Because the argument isn’t a football one, it’s a political one.
The position of the Westminster government is that we’re all in this together. If that’s true then the “English football TV deal” is blatantly corrupt, because there is no national boundary and therefore no logical argument against the proceeds of that deal being shared, and there might not be a compelling legal argument either.
It simply requires somebody to test it.
Or – and here’s where life gets interesting – someone to run for office making this one of their central planks.
On the surface of it, I see no reason why Scottish Labour don’t put some version of that in the manifesto; a review of the current system, perhaps leading to some form of legislation to share the proceeds of sport across the UK with all the citizens of the UK.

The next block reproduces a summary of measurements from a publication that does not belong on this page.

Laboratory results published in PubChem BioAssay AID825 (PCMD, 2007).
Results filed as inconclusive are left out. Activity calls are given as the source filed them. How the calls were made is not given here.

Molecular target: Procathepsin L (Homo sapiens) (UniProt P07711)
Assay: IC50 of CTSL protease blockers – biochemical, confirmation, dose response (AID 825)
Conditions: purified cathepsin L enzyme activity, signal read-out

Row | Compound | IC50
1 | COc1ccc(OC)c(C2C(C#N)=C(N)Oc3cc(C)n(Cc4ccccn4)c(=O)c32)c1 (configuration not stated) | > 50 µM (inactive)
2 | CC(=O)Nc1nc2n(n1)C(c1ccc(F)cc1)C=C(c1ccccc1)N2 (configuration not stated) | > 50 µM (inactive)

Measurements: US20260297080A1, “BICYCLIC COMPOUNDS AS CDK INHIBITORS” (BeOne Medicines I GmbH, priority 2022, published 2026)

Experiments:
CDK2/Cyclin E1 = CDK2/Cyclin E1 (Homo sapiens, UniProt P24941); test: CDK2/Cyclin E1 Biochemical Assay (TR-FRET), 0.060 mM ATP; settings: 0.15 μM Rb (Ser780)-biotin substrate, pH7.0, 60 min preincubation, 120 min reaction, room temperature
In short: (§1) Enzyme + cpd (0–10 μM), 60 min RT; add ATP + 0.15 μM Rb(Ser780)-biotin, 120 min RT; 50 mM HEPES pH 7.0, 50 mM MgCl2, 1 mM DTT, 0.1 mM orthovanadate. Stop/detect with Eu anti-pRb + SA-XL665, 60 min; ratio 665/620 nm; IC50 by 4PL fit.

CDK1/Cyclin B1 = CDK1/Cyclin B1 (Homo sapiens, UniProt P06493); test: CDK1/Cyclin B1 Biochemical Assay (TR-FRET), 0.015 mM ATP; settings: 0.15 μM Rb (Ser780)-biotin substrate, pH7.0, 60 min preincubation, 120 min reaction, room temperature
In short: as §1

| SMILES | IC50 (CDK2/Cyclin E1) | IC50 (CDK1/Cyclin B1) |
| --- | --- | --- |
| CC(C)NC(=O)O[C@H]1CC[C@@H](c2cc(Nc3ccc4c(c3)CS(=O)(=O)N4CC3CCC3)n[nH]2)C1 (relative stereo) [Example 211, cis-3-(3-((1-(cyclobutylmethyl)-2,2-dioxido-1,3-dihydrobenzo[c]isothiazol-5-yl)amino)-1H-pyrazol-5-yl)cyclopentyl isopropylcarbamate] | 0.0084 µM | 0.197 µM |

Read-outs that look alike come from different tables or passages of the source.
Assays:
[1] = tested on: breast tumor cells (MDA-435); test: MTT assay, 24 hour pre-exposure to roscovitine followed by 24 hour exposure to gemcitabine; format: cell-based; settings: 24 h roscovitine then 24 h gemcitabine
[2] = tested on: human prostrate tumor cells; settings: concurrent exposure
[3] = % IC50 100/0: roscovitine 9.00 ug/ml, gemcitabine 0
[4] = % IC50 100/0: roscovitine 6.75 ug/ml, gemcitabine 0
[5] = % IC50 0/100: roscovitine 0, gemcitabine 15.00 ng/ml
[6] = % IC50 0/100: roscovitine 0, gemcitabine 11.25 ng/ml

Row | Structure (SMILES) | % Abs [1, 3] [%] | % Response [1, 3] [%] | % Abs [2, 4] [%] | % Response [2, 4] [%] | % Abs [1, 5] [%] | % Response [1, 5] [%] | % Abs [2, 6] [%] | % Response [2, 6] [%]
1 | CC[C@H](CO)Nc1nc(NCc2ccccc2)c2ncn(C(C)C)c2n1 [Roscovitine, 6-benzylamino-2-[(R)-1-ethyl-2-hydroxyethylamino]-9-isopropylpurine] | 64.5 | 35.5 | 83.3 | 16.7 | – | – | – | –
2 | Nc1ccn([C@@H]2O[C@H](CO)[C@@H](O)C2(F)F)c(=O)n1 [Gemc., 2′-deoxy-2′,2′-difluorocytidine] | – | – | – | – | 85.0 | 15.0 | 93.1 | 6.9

Who could possibly argue against that?
The Conservatives can hardly oppose it, can they?
On what grounds would they do so?
The SNP might find it an issue, in fact they certainly would.
But the political calculation should be that it’s a means of giving Scotland some basic fairness, and the redistribution of wealth from England to our game. But I know why they wouldn’t give it their backing.
Because of course, the deal is good only as long as this island is “one nation” and not a minute longer.
Which is why ultimately the SNP would not support the idea … it would be a way of strengthening the union.
You see the dilemma?
For the record, I would vote for independence anyway, the issue being much bigger than just how it impacts my football club. There are compelling reasons for this country going it alone.
At the moment, in terms of football, we might as well be.
Between political pressure and the threat of a legal challenge, I think that there is a deal to be done if the SFA has the balls for it.